First, for readers unfamiliar with legalese, prescription (commonly referred to as the “statute of limitations”) is a state law that limits the amount of time a potential plaintiff can let elapse before he or she files their lawsuit with the court. The prescriptive period will vary depending on the state in which the accident occurred and nature of accident in question. The statute applicable to automobile accidents in Louisiana is Civil Code Article 3492, which states: “Delictual actions are subject to a liberative prescription of one year. The prescription period begins to run from the day injury or damage is sustained.” The “date of injury” for most, if not every, automobile crash cases is the date of the crash itself. In other words, Louisiana state law sets a deadline of one year from the date of the crash to file a personal injury lawsuit against the responsible party. As a brief but important aside, this same one-year deadline applies to claims for property damage resulting from an automobile accident.
Louisiana law takes a very similar approach if someone died as a result of an automobile accident. The family or representative of the deceased victim may pursue a wrongful death lawsuit against the responsible party within one year from the date of death, as per Louisiana Code of Civil Procedure Article 2315.2. The crux of the difference between claims for injury and claims for death is that the death often occurs after the date of the crash, and therefore may allow for a later prescription date. For example, if a crash occurred January 1, 2016 wherein the victim survived until February 1, 2016, the family or representative of the deceased could file a lawsuit against the responsible party any time before February 2, 2017. Using that same example, if the victim was merely injured in the January 1, 2016 incident, he would need to file a lawsuit before January 1, 2017.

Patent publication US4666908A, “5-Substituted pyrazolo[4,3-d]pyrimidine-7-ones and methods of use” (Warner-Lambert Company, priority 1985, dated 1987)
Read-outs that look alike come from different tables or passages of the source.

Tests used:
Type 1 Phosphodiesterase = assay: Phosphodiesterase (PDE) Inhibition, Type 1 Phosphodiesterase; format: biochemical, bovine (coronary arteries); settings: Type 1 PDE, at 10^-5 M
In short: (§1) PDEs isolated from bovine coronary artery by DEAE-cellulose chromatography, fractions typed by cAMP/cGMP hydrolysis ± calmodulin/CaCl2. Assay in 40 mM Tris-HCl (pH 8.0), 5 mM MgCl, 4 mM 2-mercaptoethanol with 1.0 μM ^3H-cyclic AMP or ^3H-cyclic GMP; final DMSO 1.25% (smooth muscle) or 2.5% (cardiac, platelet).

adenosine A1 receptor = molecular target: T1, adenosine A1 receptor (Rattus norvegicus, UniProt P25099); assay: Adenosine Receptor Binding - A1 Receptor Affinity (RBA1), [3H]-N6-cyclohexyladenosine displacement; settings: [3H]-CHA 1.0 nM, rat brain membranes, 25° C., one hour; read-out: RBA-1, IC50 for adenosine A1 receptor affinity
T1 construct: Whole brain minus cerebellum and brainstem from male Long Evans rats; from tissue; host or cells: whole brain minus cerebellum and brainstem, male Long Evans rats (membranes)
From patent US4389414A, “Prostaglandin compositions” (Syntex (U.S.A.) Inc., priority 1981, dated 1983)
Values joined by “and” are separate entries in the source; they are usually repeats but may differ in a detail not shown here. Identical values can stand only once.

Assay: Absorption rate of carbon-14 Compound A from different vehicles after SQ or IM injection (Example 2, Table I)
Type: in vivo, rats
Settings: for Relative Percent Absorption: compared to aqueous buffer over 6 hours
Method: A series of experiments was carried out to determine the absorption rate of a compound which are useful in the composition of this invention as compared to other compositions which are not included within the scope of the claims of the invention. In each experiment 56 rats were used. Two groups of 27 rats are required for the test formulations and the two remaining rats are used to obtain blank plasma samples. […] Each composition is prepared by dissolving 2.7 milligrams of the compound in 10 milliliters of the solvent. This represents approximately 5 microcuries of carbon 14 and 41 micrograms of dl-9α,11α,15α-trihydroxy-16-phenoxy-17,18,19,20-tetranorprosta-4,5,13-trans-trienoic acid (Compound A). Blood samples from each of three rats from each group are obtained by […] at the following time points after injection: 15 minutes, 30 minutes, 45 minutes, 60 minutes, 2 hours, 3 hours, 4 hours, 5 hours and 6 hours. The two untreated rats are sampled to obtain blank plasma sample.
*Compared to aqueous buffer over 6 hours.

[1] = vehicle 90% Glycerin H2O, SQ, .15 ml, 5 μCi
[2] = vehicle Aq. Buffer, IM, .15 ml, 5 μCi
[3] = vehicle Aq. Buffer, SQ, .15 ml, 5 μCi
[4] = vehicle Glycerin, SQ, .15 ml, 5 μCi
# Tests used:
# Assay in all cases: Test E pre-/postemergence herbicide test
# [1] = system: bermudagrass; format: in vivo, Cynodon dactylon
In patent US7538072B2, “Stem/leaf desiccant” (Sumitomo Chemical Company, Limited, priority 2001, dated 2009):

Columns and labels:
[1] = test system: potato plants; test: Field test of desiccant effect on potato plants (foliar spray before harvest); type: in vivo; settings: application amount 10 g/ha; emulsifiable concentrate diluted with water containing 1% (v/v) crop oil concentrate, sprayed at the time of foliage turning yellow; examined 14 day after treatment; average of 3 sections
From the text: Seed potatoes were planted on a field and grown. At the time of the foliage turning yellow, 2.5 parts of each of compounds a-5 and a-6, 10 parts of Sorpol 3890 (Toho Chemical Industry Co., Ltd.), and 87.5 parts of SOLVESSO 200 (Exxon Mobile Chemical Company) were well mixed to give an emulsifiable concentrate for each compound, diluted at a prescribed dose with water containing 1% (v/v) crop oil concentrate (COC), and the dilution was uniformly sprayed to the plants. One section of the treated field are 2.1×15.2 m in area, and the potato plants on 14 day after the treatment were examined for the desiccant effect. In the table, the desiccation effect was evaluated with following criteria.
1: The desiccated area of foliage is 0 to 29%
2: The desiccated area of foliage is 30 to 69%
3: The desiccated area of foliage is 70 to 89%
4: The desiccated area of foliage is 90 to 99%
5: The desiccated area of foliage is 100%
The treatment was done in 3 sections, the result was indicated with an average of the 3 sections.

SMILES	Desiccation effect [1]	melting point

In either scenario, if you attempt to file a lawsuit after Louisiana’s one-year deadline has passed, the court will almost certainly dismiss the case against the responsible party and you will be barred from recovering against them.
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However, if you or any resident family member carries uninsured/under-insured motorist (“UM”) coverage, the prescriptive period to file a claim against an UM policy is two years, per LA Rev Stat § 9:5629. Nevertheless, recovery under this type of coverage is highly policy-specific and dependent on the facts of the case. If you find yourself in a situation where more than one year has passed since the date of accident and you believe that you are covered by either your own or a resident relative’s UM policy, you should contact a lawyer to look into whether you are able to pursue a claim.
As a general approach, if you are involved in an automobile accident and believe that you may be injured as a result, err on the side of caution and consult your personal injury attorney as soon as possible. Your attorney will be able to advise you on how to pursue medical treatment, protect the viability of your case, and ensure that you do not run afoul of the prescription laws of your state.
If you or a loved one has been injured due to an automobile accident, contact the personal injury attorneys of Morris Bart today. You can fill out the free case evaluation form, Live Chat with us, or call us at 800-537-8185. Our phones are answered 24 hours a day and we have offices across Louisiana, Mississippi, Alabama, and Arkansas.
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